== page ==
Here’s how COVID-19 is impacting HR tech spend
Among the many headline-makers at Tuesday’s HR Tech Conference was the public debut of the Sierra-Cedar/Sapient Insights HR Systems Survey. Now in its 23rd year, the research—unveiled by Sapient Insights Group Chief Research Officer Stacey Harris—featured a deep dive into HR tech trends, with responses from more than 1,900 individual organizations.
In a year filled with unknowns and uncertainties, the report shed light on the tangible actions employers are taking in response to the pandemic and other industry shifts, as well as highlighted the direction that HR systems investments are moving.
Notably, researchers found a 27% decrease in expected expenditures for HR technology spending this year. “That’s a wow,” Harris noted. About 30% of organizations had plans to increase spending in the coming year, compared to 42% in 2019. The number of companies planning to decrease their HR tech budgets for the next year jumped from 4% to 15%, compared to this time last year. Harris noted that researchers hadn’t seen that figure climb above 7% in a number of years. The budget slashes are expected to most commonly affect planned expansion of talent management tools, HRIS upgrades, and analytics and other emerging technology initiatives.
Unsurprisingly, 78% of respondents who anticipated decreases said they were prompted by the COVID-19 pandemic.
In addition to spending trends, the report also examined correlations among HR and business outcomes, particularly in how employers have responded to the pandemic—finding that organizations that are thriving through the pandemic have several talent strategies in common.
The top five talent responses to the pandemic from the survey respondents were: redistribution of critical members of the workforce, postponing HR-related special projects, temporarily furloughing workers, reducing or eliminating contract workers and increasing HR tech spend on infrastructure.
There was a clear difference in how organizations with high business outcomes versus those with low ones addressed the management crisis of the pandemic, Harris noted.
“If you have good talent outcomes, you’re going to have good business outcomes.” – Stacey Harris
Higher-outcome organizations were much more strategic and focused on moving forward: They increased salaries for those in essential roles, rapidly hired essential workers, increased tech infrastructure spend and redistributed workers. Lower-outcome organizations, meanwhile, reduced management and executive salaries, eliminated contract workers, laid off employees and furloughed workers.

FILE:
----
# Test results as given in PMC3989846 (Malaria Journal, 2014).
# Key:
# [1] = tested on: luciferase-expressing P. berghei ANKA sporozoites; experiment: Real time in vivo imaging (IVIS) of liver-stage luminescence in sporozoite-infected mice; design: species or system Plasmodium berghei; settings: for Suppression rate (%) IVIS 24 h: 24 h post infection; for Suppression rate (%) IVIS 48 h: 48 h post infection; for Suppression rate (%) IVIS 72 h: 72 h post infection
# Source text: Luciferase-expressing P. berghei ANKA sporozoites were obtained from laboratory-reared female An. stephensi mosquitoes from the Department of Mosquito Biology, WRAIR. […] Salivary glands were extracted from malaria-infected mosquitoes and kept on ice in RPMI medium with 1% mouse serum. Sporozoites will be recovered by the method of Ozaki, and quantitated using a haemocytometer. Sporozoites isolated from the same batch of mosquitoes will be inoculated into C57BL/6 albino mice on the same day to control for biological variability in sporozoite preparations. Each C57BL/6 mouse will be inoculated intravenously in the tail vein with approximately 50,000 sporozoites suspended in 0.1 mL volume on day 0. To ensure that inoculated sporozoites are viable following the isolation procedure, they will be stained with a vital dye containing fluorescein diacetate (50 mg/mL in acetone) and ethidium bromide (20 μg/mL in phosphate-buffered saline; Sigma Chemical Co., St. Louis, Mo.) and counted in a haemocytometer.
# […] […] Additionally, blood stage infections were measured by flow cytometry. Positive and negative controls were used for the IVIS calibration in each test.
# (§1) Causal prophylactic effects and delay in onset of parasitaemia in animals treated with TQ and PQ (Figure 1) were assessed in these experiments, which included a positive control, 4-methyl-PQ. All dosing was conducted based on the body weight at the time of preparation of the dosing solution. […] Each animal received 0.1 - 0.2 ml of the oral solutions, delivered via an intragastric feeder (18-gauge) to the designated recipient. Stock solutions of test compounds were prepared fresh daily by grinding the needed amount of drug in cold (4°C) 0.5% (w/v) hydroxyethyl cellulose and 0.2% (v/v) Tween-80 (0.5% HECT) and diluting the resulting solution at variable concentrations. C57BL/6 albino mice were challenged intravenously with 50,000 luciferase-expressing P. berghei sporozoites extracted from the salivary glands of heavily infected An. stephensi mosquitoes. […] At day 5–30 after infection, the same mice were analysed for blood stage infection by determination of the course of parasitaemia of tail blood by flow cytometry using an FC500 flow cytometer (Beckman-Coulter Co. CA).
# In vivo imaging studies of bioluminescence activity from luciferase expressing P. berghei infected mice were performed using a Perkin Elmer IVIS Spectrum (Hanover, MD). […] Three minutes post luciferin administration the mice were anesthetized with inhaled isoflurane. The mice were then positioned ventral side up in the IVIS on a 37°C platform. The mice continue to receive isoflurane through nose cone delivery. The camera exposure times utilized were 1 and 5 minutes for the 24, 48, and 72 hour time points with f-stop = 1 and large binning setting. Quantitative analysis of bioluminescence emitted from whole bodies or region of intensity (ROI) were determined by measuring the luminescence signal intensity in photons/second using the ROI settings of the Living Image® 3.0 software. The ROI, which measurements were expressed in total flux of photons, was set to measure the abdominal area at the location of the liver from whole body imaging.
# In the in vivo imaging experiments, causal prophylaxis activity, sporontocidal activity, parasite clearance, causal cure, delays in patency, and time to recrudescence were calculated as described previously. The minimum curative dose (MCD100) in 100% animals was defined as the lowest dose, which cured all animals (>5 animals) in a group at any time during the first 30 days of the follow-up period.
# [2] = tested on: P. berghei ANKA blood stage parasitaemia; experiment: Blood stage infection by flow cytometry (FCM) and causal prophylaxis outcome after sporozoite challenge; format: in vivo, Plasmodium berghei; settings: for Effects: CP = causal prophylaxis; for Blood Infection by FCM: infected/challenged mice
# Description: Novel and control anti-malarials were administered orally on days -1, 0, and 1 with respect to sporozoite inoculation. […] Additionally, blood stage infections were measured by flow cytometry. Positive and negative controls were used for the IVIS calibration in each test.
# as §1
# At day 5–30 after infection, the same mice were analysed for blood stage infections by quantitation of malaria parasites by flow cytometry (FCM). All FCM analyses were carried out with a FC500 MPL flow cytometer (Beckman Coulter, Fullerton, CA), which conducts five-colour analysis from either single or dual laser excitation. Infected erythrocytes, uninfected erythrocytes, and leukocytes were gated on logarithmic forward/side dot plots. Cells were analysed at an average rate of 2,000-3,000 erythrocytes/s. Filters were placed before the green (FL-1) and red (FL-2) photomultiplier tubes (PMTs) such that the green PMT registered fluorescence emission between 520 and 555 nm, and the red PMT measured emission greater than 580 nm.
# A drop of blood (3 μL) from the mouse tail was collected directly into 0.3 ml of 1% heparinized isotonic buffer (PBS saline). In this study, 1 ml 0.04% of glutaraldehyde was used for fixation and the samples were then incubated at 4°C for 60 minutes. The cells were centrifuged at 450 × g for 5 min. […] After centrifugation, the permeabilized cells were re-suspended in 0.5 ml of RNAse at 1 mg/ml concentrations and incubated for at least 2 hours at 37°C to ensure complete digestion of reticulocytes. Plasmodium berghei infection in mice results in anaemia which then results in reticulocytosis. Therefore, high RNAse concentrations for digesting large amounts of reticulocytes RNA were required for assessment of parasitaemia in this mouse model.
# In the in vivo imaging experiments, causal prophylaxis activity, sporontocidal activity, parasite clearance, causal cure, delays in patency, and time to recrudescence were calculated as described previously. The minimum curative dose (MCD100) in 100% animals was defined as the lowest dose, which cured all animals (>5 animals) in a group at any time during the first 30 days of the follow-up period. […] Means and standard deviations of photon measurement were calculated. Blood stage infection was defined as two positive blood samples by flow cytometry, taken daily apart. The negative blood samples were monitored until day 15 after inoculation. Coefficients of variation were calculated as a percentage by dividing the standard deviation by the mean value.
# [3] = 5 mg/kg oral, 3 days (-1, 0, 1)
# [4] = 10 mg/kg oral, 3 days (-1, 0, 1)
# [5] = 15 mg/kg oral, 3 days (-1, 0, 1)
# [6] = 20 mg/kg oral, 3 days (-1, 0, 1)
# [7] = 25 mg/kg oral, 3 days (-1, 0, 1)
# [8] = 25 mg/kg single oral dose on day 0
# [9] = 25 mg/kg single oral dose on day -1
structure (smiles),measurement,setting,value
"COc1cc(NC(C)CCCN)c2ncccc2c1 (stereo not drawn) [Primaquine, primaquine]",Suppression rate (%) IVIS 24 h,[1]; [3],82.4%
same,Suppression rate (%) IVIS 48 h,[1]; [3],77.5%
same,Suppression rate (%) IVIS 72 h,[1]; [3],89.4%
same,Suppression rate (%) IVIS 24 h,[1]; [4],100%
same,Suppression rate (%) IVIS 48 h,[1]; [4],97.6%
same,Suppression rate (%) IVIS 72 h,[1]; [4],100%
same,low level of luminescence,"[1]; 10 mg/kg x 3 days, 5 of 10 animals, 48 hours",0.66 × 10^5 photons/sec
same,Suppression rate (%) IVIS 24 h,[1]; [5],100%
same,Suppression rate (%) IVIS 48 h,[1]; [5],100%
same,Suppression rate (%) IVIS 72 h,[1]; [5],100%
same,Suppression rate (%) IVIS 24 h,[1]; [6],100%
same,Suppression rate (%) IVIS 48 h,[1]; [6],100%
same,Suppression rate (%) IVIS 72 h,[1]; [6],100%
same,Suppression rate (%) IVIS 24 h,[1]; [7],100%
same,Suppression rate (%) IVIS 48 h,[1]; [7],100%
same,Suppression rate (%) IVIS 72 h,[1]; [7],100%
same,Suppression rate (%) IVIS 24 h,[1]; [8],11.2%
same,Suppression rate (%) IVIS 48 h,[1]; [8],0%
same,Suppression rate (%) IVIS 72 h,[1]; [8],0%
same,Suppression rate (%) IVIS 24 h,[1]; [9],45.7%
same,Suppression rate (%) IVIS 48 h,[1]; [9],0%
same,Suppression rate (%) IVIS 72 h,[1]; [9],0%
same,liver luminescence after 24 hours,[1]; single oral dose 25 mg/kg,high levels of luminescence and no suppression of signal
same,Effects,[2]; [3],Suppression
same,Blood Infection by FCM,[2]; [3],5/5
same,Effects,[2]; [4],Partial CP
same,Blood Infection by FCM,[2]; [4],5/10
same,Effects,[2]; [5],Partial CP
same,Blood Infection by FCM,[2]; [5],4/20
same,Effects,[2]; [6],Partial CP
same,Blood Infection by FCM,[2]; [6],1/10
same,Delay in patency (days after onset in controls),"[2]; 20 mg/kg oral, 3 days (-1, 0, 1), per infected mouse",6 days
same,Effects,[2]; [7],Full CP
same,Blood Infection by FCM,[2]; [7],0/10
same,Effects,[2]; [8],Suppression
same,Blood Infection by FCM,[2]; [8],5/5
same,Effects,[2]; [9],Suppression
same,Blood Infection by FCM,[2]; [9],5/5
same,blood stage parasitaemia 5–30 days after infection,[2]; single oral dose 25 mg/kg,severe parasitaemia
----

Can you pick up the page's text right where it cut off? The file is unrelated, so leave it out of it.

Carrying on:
“They were quickly making decisions that had long-term impacts on their organizations. And probably not always a good one,” Harris said.
“If you have good talent outcomes,” she added, “you’re going to have good business outcomes.”
Looking ahead, the study found that organizations are planning to tackle pandemic-related impacts through talent strategies like employee tracking, better communication methods, pay flexibility, new team-working structures, social distance policies and remote work—more than one-third of employers involved in the survey planned to expand remote-work capabilities once the pandemic is entirely behind us.
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All of these will be reliant on tech, she added, noting that a continuous change-management approach when it comes to HR tech—applied to everything from systems strategy to tech selection to vendor relationship—is linked to better talent and business outcomes.
“No longer can we just talk about project-based change management. No longer can we think about it just when we implement something,” Harris said. “We have to think about this conversation all the way through the continuous lifecycle of our HR tech environment.”
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